• Approximately 15 and a half cups (3.7 litres) of fluids for men
  • Approximately 11 and a half cups (2.7 litres) of fluids for women

These recommendations cover fluids from water, healthy beverages and food. When it comes to the best fluids to stay hydrated, water is, of course, first and foremost on the list. However, you can add some flavour to your hydration and meet your hydration goal by sipping on herbal teas or kombucha, pure coconut or aloe water, plant-based milks such as almond, rice, soya or oat milk, or just infuse your water with fruits and mint leaves. Water also lessens your hunger, so you won’t constantly be tempted to snack.

3. Fill up on the green stuff

While the Okinawans are known to feast on fresh fish, eggs, and lean meats, the majority of their plates consist of fruits and vegetables – a lot of which they grow themselves. By focusing on fresh, nutrient-dense fruits and vegetables to fill you up, you will ensure your meals provide you with the required nutrients. The benefits of enjoying mostly plant-based meals are legendary – from being good for the skin, brain, bones and cardiovascular health to maintaining a slim waistline – and every meal can be made delicious by incorporating more fresh plant produce.

What does a plant-based diet look like?

hara hachi bu [longevity live]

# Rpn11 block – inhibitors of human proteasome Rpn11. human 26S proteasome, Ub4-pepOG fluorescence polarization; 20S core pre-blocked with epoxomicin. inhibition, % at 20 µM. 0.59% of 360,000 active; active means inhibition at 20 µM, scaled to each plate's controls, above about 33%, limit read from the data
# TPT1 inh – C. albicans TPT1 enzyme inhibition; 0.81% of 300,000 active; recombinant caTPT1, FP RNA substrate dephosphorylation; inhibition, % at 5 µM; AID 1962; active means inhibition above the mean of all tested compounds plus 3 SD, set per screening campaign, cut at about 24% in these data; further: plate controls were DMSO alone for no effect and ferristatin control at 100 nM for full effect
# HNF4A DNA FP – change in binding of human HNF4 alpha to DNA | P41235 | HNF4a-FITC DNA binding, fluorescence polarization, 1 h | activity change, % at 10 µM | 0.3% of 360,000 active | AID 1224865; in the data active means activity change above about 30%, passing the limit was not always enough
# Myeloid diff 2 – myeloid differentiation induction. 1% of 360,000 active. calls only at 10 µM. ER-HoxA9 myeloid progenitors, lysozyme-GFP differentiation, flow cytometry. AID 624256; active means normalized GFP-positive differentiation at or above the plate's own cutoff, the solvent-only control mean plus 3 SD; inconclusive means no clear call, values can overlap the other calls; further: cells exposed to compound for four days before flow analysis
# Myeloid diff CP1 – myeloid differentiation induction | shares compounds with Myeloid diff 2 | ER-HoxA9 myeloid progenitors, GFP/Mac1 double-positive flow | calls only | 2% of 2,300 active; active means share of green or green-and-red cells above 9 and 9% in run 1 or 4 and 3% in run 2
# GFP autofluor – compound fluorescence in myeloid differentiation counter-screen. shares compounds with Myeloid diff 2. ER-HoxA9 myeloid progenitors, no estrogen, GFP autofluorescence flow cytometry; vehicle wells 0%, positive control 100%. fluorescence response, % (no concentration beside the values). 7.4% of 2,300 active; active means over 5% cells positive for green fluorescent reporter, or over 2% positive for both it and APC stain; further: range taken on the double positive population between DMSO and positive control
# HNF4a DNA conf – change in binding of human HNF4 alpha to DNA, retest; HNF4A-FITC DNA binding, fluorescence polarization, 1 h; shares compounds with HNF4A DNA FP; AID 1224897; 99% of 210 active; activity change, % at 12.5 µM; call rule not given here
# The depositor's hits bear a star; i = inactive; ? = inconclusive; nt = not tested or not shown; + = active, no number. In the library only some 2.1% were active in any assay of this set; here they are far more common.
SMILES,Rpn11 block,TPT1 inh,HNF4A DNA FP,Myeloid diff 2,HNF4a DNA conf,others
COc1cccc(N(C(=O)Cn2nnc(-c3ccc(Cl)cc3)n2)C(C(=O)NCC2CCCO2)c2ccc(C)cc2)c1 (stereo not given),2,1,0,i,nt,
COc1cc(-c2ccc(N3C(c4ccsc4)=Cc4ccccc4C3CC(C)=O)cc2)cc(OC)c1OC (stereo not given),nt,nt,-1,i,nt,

In essence, it entails avoiding processed meats and junk food as well as refined sugars and packaged foods, while sticking to legumes  – which studies have shown help to lower mortality – whole grains, nuts, quality olive oil, herbs, fermented foods such as kefir and miso, grass-fed goat milk, homemade cheeses and fish like cod and sardines. These foods provide a number of vital nutrients and minerals that can help prevent inflammation, heart disease, high cholesterol, diabetes and even stroke.

4. Eat from smaller plates and bowls

Recent research into food habits looked at variables unrelated to whether or not eaters were full. This research indicated that when people make use of smaller plates, bowls, glasses, and food packages in general, they tended to eat less than when using bigger items. According to the research by Dr Brian Wansink, author or Mindless Eating, when people eat from a 34-ounce bowl, they eat 31% more than when they use a 17-ounce one.

Final thought on hara hachi bu

The holidays is a wonderful time, and you should absolutely enjoy every second that you can spend with your loved ones. Just keep in mind that you can do this in a smarter manner than most of us are used to. Avoid having to come home from the holidays and starting the new year with yet another damage control plan by staying mindful of what you’re eating, truly enjoying what is on your plate and putting your fork down to enjoy the conversation. Hara hachi bu for all!